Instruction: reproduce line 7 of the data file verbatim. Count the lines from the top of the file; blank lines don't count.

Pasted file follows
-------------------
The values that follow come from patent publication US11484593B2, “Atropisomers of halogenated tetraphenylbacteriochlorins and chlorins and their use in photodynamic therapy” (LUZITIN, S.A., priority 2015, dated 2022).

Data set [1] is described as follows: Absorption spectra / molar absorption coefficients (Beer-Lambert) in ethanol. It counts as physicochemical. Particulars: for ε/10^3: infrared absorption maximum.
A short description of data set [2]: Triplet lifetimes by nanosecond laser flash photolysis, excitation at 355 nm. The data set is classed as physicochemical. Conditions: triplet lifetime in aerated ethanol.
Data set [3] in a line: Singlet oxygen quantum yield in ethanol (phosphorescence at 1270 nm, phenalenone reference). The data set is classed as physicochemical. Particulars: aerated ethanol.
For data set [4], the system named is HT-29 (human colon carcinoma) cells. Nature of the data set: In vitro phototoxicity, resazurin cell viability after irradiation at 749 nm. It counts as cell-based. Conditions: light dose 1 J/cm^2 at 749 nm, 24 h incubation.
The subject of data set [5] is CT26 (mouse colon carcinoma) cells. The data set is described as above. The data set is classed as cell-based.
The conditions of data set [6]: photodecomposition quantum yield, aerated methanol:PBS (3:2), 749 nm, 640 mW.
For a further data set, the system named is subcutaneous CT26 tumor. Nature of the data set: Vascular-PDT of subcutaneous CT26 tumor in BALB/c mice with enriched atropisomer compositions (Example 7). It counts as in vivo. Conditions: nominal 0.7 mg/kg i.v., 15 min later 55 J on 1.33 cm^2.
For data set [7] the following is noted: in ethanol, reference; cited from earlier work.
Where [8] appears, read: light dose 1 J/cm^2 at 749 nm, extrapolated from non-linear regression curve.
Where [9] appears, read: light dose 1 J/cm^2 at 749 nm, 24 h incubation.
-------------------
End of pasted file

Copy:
The conditions of data set [6]: photodecomposition quantum yield, aerated methanol:PBS (3:2), 749 nm, 640 mW.